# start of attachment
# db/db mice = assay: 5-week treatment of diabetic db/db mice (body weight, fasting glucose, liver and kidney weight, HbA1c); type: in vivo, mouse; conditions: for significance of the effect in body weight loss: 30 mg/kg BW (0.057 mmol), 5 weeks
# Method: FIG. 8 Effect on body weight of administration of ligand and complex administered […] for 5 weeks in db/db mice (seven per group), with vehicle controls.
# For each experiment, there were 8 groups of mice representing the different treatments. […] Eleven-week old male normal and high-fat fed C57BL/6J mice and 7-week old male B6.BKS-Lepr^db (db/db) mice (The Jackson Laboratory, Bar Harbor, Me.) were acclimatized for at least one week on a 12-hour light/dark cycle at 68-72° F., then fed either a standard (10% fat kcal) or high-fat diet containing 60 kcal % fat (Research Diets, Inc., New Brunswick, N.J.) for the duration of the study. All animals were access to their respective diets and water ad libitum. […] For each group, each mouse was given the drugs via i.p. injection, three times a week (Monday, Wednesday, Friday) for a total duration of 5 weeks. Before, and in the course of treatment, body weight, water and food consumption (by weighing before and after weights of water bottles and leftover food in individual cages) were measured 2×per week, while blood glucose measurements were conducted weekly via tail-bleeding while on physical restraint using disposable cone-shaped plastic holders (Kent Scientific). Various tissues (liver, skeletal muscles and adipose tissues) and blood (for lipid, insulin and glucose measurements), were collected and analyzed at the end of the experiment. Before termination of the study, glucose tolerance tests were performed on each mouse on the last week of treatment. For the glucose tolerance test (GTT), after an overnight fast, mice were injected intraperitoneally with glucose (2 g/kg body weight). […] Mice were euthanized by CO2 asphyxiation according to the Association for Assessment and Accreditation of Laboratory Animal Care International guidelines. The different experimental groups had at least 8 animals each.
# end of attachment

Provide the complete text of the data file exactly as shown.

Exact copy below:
# db/db mice = assay: 5-week treatment of diabetic db/db mice (body weight, fasting glucose, liver and kidney weight, HbA1c); type: in vivo, mouse; conditions: for significance of the effect in body weight loss: 30 mg/kg BW (0.057 mmol), 5 weeks
# Method: FIG. 8 Effect on body weight of administration of ligand and complex administered […] for 5 weeks in db/db mice (seven per group), with vehicle controls.
# For each experiment, there were 8 groups of mice representing the different treatments. […] Eleven-week old male normal and high-fat fed C57BL/6J mice and 7-week old male B6.BKS-Lepr^db (db/db) mice (The Jackson Laboratory, Bar Harbor, Me.) were acclimatized for at least one week on a 12-hour light/dark cycle at 68-72° F., then fed either a standard (10% fat kcal) or high-fat diet containing 60 kcal % fat (Research Diets, Inc., New Brunswick, N.J.) for the duration of the study. All animals were access to their respective diets and water ad libitum. […] For each group, each mouse was given the drugs via i.p. injection, three times a week (Monday, Wednesday, Friday) for a total duration of 5 weeks. Before, and in the course of treatment, body weight, water and food consumption (by weighing before and after weights of water bottles and leftover food in individual cages) were measured 2×per week, while blood glucose measurements were conducted weekly via tail-bleeding while on physical restraint using disposable cone-shaped plastic holders (Kent Scientific). Various tissues (liver, skeletal muscles and adipose tissues) and blood (for lipid, insulin and glucose measurements), were collected and analyzed at the end of the experiment. Before termination of the study, glucose tolerance tests were performed on each mouse on the last week of treatment. For the glucose tolerance test (GTT), after an overnight fast, mice were injected intraperitoneally with glucose (2 g/kg body weight). […] Mice were euthanized by CO2 asphyxiation according to the Association for Assessment and Accreditation of Laboratory Animal Care International guidelines. The different experimental groups had at least 8 animals each.